Thursday, 29 May 2014

My Wines and Spirits Course

Everyone has a few of those things that they have been wanting and meaning to do for a long time, but just never seem to be able to get started.  Well, it was with a sense of excitement that I started my 'one of those things' this week.

On Monday night, I attended my first lecture of the nine-week WSET (Wine & Spirit Education Trust) Level 2 Award in Wines and Spirits.  The course is called:  Wines and Spirits:  Looking Behind the Label and the only way you can take this globally recognised course in Western Australia is through Full Bottle Wine Education & Events, which was established by Paul (Ed) Edwards.  Ed was there to welcome us on the first evening of the course and will be lecturing, along with a few of his experienced colleagues. 

As with any course, the first step was for everyone to introduce themselves and explain why they were attending (as well as name their favourite wine and why).  Usually I dread this activity, but it was quite amazing to hear the variety of reasons for attendance as well as their current roles and relationships with wine.  I would estimate approximately 70% of the class were in some facet of hospitality or sales and was impressed with the calibre of the restaurants/bars they were working at (such as Bistro Guillaime, The Print Hall, Balthazaar).  From an outside observer, I gauged that these high quality wine establishments must inspire people to learn more about wine through staff educational tastings.

Session One was all about Tasting and Evaluating Wine.  We went through a discussion of how to appropriately prepare for wine tasting.  There are some recommendations that many people might consider a slight inconvenience such as:

  • Do not wear perfume - it can inhibit/distract your ability to detect aromas.
  • Do not drink coffee, smoke or brush your teeth within two hours of the tasting - this will mean your palate is not clean (supposedly chewing a piece of bread can help).
  • Use a proper tasting glass - WSET use what is called an ISO glass, which has a rounded bowl, allowing concentration of the aromas and preventing spillage of wine when it is swirled.
Once the above criteria have been met, supposedly you are ready for tasting.  The next consideration is the WSET Level 2 Systematic Approach to Tasting Wine.  This structured and rigorous approach to tasting is divided into four stages:

  1. Appearance
  2. Nose
  3. Palate
  4. Conclusions
I do not seek to bore you with the details of each stage, but it is enough to say that each stage is very clear on the terms and definitions that may be used to define the wine.  There are 22 sub-categories of aroma and flavour characteristics to choose from, with each sub-category having an average of 4 to 5 descriptors.  So there are over 100 words there that you can use to describe the wine.  Funnily enough, I still found myself wanting to use words outside of these!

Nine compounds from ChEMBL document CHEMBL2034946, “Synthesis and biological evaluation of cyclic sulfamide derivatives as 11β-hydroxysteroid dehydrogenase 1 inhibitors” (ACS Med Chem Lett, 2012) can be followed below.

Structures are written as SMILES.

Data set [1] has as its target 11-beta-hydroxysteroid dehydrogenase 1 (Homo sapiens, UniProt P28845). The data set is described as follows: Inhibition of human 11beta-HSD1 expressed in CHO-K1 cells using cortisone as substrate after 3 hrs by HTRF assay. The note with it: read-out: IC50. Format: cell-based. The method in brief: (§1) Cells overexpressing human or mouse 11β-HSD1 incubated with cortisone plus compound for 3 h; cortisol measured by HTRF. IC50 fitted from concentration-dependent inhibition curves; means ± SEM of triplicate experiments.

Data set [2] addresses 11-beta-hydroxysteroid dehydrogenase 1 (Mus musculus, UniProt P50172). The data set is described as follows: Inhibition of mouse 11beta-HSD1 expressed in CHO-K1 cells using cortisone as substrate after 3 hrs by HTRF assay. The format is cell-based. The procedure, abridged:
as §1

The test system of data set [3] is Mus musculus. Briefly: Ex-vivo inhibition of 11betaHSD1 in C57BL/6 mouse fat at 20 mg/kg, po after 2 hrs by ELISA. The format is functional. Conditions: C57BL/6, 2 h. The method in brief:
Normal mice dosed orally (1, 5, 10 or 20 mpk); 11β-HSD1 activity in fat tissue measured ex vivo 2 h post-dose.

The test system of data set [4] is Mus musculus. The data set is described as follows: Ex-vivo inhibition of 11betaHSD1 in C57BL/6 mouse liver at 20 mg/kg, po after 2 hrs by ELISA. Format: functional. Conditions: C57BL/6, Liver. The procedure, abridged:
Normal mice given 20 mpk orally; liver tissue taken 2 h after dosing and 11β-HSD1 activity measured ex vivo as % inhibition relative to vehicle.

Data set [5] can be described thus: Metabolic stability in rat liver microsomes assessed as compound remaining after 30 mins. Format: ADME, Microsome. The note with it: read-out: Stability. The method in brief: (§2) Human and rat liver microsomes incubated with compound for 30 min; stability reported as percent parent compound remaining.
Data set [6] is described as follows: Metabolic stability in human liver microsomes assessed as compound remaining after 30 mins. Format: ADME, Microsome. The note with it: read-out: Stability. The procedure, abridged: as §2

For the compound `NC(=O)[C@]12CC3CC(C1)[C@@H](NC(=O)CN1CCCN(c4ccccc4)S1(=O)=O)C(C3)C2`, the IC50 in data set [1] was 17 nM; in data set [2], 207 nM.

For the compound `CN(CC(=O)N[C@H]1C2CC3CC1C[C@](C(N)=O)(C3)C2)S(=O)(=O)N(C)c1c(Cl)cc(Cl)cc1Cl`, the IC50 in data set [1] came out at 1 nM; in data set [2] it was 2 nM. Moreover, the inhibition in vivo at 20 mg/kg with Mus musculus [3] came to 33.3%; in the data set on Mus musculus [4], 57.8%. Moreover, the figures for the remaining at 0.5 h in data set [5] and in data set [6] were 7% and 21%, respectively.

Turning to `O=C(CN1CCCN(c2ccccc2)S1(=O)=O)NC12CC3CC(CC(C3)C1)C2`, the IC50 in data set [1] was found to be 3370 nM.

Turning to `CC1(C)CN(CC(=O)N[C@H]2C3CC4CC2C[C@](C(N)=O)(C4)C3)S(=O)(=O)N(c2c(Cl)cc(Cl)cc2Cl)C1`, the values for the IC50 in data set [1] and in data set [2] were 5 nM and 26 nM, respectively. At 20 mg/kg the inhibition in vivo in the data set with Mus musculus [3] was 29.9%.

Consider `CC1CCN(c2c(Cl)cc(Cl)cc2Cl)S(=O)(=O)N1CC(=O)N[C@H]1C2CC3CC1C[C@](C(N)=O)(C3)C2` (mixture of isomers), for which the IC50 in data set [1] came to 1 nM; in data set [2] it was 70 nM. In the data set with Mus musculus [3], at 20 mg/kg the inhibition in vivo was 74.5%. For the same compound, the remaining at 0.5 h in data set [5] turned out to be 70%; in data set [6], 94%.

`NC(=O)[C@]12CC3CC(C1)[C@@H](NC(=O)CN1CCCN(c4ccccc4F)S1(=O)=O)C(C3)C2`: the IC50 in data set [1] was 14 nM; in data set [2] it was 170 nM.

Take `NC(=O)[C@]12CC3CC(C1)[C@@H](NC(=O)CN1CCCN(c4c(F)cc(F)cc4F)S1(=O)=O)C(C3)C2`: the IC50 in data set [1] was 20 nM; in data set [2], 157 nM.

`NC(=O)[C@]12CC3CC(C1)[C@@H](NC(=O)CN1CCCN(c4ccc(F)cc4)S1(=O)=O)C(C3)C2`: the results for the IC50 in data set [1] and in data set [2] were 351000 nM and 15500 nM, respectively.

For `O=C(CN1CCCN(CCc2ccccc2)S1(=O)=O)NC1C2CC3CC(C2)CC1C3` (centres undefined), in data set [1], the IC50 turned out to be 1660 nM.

Ed was very good at explaining that the reason for being restrictive on the wine description vocabulary is to make tasting accessible and communicable.  What this means is that if you use the WSET conventions, all of the descriptors are smells or flavours that an ordinary person would be able to relate to (rather that an obscure childhood memory, such as the smell of your grandmother's carpet, for example). Also, they are globally consistent terms, meaning that if you were in another country talking to someone else who has studied through WSET, they would understand exactly what you were talking about.  

Big, Bold Barolo
Six wines were tasted during the first lecture, with a focus on styles with easily recognisable characteristics.  I felt this was like a 'warm up' to get us all into the swing of the WSET approach.  Without giving too much away (for those who would like to take the course in future) the wines were:

1. Pinot Grigio from Italy
2. Gewurztraminer from Alsace, France
3. Sauvignon Blanc Semillon from Margaret River
4. Valpolicella from Veneto, Italy
5. Barolo from Piedmont, Italy
6. Tokaji from Hungary

I have been told that part of the deal is 15 hours if study in our own time (there is an exam at the end). So here I go, first time I have studied in a long while!!

WSET Study Guides